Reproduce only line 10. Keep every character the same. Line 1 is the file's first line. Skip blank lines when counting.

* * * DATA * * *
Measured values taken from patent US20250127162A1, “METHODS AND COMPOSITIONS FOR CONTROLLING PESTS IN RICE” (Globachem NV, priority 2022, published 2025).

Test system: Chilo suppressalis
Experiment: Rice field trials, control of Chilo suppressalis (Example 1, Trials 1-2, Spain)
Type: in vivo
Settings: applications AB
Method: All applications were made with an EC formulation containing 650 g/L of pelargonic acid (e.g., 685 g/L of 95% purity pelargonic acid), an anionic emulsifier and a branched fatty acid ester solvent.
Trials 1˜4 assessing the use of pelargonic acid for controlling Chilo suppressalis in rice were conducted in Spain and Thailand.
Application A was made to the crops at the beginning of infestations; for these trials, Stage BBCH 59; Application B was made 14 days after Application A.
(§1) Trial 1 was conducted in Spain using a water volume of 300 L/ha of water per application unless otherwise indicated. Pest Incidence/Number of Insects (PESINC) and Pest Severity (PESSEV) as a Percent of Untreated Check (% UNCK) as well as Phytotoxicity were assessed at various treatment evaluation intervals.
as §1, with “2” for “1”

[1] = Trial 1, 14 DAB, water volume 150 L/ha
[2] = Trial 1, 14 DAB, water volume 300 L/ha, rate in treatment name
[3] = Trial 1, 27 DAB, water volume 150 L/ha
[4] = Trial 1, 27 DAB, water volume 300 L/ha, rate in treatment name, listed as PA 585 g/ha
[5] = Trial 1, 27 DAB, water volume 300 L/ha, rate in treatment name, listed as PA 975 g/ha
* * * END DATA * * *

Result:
as §1, with “2” for “1”